To Be or Not to Be

In Sin and Syntax, Constance Hale writes, “In speaking and informal writing, we naturally gravitate to ‘to be’ in all its incarnations – present tense and past, active voice and passive. But a reliance on ‘to be’ is a sure sign of a novice writer.”

I am guilty. Did Shakespeare get away with ‘to be’ because he couldn’t make up his mind? For years his famous line has spurred me on “to be.” “To be” more of a writer, “to be” more of a man, “to be” more of a human. And yet, Constance declares me at the starting gate. Years of writing and being a writer, and I am a novice.

Why do I find this so disturbing? I confess, but I am not free. I find “to be ” a novice is tantamount to being boring. Or being an introvert. Wait! I now think both of those quite acceptable. Not so with “to be.” I agree with Constance. I will get it out of my system. I will read on with what she says without angst.

6 thoughts on “To Be or Not to Be

  1. chloeroberts93 April 7, 2014 / 6:03 am

    I agree with this; Shakespeare was clearly sitting on the fence when he wrote his “to be or not to be” speech. The reader in particular doesn’t want to be let hanging.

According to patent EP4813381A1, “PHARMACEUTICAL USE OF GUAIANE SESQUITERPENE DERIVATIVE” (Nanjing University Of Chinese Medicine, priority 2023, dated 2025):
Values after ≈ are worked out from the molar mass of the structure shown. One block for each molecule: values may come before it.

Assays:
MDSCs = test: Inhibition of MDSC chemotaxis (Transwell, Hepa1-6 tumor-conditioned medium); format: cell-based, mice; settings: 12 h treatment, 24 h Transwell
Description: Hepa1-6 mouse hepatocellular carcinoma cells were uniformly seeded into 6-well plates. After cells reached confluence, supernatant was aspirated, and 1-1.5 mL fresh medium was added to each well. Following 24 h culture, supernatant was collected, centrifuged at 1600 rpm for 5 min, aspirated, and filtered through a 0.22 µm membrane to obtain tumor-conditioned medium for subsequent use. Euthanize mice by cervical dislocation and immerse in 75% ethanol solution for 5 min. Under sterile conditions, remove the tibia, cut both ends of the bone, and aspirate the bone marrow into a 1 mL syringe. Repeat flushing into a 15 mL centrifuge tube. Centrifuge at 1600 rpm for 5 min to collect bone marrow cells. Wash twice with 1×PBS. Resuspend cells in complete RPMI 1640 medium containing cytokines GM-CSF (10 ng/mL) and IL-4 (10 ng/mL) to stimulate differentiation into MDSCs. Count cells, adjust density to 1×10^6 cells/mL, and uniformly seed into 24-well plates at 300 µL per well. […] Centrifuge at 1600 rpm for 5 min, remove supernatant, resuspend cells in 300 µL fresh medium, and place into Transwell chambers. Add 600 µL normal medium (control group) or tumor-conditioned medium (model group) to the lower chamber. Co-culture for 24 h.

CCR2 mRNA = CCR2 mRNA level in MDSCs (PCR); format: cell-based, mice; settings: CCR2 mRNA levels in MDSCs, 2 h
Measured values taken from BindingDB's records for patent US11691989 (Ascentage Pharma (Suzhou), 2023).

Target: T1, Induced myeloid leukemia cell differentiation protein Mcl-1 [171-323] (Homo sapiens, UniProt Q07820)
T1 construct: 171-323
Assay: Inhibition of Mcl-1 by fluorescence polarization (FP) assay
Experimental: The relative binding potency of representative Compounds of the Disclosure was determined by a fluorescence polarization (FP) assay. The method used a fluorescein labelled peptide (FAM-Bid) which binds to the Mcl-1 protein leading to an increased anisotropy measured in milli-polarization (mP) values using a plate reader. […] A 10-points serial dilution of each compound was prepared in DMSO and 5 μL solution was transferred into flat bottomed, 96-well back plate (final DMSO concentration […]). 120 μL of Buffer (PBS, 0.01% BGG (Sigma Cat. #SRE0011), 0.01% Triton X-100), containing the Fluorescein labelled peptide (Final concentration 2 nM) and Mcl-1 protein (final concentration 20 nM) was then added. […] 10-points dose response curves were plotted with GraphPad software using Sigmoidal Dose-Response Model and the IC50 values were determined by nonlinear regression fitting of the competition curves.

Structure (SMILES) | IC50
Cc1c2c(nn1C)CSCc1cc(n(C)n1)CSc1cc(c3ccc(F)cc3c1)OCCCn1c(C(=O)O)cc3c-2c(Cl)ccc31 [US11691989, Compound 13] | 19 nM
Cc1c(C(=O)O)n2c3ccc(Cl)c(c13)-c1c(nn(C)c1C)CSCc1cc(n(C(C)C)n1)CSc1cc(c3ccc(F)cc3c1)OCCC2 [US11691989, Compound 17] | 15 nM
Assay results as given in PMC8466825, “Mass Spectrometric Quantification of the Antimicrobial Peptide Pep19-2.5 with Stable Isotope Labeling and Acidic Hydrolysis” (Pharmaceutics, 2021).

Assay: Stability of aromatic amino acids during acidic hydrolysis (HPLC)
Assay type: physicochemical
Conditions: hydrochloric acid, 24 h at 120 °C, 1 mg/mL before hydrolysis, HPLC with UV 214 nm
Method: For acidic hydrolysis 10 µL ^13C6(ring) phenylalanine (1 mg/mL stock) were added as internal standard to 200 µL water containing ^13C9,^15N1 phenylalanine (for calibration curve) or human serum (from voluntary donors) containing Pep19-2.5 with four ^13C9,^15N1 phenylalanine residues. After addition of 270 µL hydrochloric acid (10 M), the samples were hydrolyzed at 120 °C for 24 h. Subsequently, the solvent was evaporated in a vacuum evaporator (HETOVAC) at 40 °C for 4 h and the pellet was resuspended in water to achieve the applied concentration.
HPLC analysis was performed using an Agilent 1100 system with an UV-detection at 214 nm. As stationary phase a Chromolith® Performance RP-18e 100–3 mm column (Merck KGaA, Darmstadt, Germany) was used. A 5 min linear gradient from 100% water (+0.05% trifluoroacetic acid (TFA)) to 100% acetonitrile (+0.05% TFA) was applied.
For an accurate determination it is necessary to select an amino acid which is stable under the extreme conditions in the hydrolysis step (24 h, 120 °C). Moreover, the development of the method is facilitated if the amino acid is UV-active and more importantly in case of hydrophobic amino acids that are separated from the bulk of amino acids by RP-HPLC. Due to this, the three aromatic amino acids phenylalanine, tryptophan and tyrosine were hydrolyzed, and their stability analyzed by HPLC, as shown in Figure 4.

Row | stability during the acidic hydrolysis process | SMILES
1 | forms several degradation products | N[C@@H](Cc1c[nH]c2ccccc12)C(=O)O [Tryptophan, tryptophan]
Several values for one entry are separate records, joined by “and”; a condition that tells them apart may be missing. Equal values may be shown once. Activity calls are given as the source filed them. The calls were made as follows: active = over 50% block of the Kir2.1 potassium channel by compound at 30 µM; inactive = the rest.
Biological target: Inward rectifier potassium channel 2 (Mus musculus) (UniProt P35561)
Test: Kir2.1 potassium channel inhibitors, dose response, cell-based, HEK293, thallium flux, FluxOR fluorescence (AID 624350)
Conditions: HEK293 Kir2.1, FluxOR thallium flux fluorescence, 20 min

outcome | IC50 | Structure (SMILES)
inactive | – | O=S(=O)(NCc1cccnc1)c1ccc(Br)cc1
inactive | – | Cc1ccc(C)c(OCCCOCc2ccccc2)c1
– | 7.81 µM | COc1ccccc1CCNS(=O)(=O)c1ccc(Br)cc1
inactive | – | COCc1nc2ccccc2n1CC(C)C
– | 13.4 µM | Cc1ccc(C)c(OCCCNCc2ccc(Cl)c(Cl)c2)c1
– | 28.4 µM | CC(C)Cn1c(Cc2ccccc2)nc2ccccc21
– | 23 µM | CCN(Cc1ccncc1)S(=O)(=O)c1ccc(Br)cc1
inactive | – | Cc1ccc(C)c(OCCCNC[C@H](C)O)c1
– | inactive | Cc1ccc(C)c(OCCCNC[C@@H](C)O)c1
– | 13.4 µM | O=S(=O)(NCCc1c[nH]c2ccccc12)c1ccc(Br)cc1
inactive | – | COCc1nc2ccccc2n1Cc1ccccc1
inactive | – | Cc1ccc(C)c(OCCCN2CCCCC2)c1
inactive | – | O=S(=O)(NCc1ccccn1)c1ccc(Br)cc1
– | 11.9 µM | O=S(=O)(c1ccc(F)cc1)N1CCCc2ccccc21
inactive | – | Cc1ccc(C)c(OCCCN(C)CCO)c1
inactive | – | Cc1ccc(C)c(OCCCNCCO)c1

• fictionfitz April 8, 2014 / 5:26 am

      A good expression, but not a good place to be. :>)

  2. vanyieck April 7, 2014 / 8:03 pm

    With all due respect to Constance Hale, her advice is horse hockey. There are two kinds of people in the writing world: those who write, and those who tell those who write why they are doing it wrong. My advice to you is to write.

    • fictionfitz April 8, 2014 / 5:25 am

      I must say if I have to listen to a grammarian, Constance is softer on the ears than most. Then again, your advice to write is at the top of my list of what to do. I always like better suggestions on what to do than what not to do.

  3. evelyneholingue April 9, 2014 / 4:31 pm

    Sometimes “to be” in all its forms is a better choice than any other verb.
    An American expression such as “Be that way,” illustrates that the verb “to be” can be strong.
    But more often, a well-chosen verb without an adverb will have a stronger impact.
    Being a work-in-progress I appreciate your posts and the comments of your readers.

    • fictionfitz April 10, 2014 / 7:03 am

      Hi Evelyn, great comment. Didn’t realize the strength of “be” until your comment. “BE that way” is a terrific indicator of its strength. I wonder in what year that came into use.

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